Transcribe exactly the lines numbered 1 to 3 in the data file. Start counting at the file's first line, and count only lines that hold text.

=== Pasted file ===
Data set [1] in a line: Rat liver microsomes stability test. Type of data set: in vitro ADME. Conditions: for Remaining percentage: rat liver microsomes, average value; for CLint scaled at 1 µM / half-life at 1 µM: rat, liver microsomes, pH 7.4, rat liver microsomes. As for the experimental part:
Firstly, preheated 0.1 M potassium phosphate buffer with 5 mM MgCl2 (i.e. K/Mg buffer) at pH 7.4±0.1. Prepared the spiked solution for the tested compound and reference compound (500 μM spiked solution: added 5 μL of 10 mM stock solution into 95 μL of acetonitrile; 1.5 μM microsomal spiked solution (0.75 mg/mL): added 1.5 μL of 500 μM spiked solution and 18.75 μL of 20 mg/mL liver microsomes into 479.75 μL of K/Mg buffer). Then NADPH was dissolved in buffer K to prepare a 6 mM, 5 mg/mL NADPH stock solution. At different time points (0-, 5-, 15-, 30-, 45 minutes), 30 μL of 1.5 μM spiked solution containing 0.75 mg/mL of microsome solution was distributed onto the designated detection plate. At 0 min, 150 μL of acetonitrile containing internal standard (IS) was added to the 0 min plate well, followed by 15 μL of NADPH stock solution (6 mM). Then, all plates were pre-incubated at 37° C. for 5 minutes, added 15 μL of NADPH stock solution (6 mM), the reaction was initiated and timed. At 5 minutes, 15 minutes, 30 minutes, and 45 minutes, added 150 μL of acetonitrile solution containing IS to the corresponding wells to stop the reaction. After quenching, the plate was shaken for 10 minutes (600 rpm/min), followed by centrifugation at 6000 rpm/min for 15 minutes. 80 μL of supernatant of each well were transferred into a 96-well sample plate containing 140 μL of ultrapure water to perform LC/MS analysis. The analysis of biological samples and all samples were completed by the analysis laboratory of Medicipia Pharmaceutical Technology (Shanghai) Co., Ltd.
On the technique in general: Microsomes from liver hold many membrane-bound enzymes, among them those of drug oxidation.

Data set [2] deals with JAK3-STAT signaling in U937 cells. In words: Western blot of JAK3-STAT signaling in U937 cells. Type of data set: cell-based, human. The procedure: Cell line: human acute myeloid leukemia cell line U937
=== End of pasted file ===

Data set [1] in a line: Rat liver microsomes stability test. Type of data set: in vitro ADME. Conditions: for Remaining percentage: rat liver microsomes, average value; for CLint scaled at 1 µM / half-life at 1 µM: rat, liver microsomes, pH 7.4, rat liver microsomes. As for the experimental part:
Firstly, preheated 0.1 M potassium phosphate buffer with 5 mM MgCl2 (i.e. K/Mg buffer) at pH 7.4±0.1. Prepared the spiked solution for the tested compound and reference compound (500 μM spiked solution: added 5 μL of 10 mM stock solution into 95 μL of acetonitrile; 1.5 μM microsomal spiked solution (0.75 mg/mL): added 1.5 μL of 500 μM spiked solution and 18.75 μL of 20 mg/mL liver microsomes into 479.75 μL of K/Mg buffer). Then NADPH was dissolved in buffer K to prepare a 6 mM, 5 mg/mL NADPH stock solution. At different time points (0-, 5-, 15-, 30-, 45 minutes), 30 μL of 1.5 μM spiked solution containing 0.75 mg/mL of microsome solution was distributed onto the designated detection plate. At 0 min, 150 μL of acetonitrile containing internal standard (IS) was added to the 0 min plate well, followed by 15 μL of NADPH stock solution (6 mM). Then, all plates were pre-incubated at 37° C. for 5 minutes, added 15 μL of NADPH stock solution (6 mM), the reaction was initiated and timed. At 5 minutes, 15 minutes, 30 minutes, and 45 minutes, added 150 μL of acetonitrile solution containing IS to the corresponding wells to stop the reaction. After quenching, the plate was shaken for 10 minutes (600 rpm/min), followed by centrifugation at 6000 rpm/min for 15 minutes. 80 μL of supernatant of each well were transferred into a 96-well sample plate containing 140 μL of ultrapure water to perform LC/MS analysis. The analysis of biological samples and all samples were completed by the analysis laboratory of Medicipia Pharmaceutical Technology (Shanghai) Co., Ltd.
On the technique in general: Microsomes from liver hold many membrane-bound enzymes, among them those of drug oxidation.